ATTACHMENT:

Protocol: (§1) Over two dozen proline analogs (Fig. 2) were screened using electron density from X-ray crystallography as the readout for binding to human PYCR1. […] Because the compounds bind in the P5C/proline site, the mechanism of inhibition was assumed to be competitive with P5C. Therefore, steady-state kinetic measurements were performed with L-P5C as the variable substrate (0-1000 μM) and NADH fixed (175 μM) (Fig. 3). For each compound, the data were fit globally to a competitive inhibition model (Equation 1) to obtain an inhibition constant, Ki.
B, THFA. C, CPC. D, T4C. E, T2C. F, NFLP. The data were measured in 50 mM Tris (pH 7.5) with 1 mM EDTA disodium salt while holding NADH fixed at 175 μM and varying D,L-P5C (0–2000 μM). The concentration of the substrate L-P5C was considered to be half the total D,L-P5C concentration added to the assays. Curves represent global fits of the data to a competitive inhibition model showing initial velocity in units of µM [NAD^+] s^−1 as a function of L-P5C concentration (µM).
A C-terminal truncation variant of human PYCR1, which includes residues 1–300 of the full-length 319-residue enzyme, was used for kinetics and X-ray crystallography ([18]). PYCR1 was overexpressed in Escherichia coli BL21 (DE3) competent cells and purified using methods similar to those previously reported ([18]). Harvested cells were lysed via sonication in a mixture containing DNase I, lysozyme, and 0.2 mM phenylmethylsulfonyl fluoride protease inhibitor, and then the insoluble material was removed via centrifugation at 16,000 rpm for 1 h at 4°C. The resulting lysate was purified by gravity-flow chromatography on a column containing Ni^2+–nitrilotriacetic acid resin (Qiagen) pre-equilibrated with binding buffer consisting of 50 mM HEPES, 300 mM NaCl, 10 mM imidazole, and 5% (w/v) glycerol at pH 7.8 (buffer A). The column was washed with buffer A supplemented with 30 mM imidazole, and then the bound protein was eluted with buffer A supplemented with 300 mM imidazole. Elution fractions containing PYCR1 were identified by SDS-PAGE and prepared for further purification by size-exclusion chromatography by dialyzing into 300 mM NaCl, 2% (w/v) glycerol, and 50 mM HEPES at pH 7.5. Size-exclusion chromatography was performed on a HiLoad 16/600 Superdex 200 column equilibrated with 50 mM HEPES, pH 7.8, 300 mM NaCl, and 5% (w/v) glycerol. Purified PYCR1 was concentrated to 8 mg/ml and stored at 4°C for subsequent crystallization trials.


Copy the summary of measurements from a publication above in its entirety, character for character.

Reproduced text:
Protocol: (§1) Over two dozen proline analogs (Fig. 2) were screened using electron density from X-ray crystallography as the readout for binding to human PYCR1. […] Because the compounds bind in the P5C/proline site, the mechanism of inhibition was assumed to be competitive with P5C. Therefore, steady-state kinetic measurements were performed with L-P5C as the variable substrate (0-1000 μM) and NADH fixed (175 μM) (Fig. 3). For each compound, the data were fit globally to a competitive inhibition model (Equation 1) to obtain an inhibition constant, Ki.
B, THFA. C, CPC. D, T4C. E, T2C. F, NFLP. The data were measured in 50 mM Tris (pH 7.5) with 1 mM EDTA disodium salt while holding NADH fixed at 175 μM and varying D,L-P5C (0–2000 μM). The concentration of the substrate L-P5C was considered to be half the total D,L-P5C concentration added to the assays. Curves represent global fits of the data to a competitive inhibition model showing initial velocity in units of µM [NAD^+] s^−1 as a function of L-P5C concentration (µM).
A C-terminal truncation variant of human PYCR1, which includes residues 1–300 of the full-length 319-residue enzyme, was used for kinetics and X-ray crystallography ([18]). PYCR1 was overexpressed in Escherichia coli BL21 (DE3) competent cells and purified using methods similar to those previously reported ([18]). Harvested cells were lysed via sonication in a mixture containing DNase I, lysozyme, and 0.2 mM phenylmethylsulfonyl fluoride protease inhibitor, and then the insoluble material was removed via centrifugation at 16,000 rpm for 1 h at 4°C. The resulting lysate was purified by gravity-flow chromatography on a column containing Ni^2+–nitrilotriacetic acid resin (Qiagen) pre-equilibrated with binding buffer consisting of 50 mM HEPES, 300 mM NaCl, 10 mM imidazole, and 5% (w/v) glycerol at pH 7.8 (buffer A). The column was washed with buffer A supplemented with 30 mM imidazole, and then the bound protein was eluted with buffer A supplemented with 300 mM imidazole. Elution fractions containing PYCR1 were identified by SDS-PAGE and prepared for further purification by size-exclusion chromatography by dialyzing into 300 mM NaCl, 2% (w/v) glycerol, and 50 mM HEPES at pH 7.5. Size-exclusion chromatography was performed on a HiLoad 16/600 Superdex 200 column equilibrated with 50 mM HEPES, pH 7.8, 300 mM NaCl, and 5% (w/v) glycerol. Purified PYCR1 was concentrated to 8 mg/ml and stored at 4°C for subsequent crystallization trials.